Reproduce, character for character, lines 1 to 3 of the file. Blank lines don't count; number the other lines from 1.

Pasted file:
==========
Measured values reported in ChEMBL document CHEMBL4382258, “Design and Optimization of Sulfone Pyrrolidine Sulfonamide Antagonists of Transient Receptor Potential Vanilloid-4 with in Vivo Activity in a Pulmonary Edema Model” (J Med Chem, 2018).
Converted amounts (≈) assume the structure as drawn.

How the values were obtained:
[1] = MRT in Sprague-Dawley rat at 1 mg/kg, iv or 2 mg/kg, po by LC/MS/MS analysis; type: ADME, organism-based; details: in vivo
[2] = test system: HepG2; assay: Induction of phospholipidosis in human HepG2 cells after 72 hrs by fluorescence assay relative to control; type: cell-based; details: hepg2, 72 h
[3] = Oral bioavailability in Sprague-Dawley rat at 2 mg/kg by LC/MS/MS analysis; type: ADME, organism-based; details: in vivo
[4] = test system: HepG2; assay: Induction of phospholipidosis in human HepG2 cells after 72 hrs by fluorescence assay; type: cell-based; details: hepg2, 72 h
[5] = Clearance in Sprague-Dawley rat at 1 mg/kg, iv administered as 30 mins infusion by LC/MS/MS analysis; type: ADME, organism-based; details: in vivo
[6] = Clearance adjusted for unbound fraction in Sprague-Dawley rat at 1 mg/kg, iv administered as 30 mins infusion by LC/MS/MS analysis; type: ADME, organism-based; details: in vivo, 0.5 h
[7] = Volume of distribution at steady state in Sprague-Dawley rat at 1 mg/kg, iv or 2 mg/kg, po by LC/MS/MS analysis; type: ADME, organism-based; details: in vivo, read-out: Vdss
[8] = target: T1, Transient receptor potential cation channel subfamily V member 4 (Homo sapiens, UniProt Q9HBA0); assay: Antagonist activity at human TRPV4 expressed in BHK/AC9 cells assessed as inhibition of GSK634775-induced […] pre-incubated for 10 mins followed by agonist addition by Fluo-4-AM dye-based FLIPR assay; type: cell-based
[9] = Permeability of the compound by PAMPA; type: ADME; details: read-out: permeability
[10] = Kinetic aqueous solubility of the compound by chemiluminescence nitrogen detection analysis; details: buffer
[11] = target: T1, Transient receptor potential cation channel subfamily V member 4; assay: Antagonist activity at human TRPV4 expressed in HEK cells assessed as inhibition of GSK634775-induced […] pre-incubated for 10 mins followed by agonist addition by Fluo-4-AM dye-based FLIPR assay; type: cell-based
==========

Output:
Measured values reported in ChEMBL document CHEMBL4382258, “Design and Optimization of Sulfone Pyrrolidine Sulfonamide Antagonists of Transient Receptor Potential Vanilloid-4 with in Vivo Activity in a Pulmonary Edema Model” (J Med Chem, 2018).
Converted amounts (≈) assume the structure as drawn.

How the values were obtained: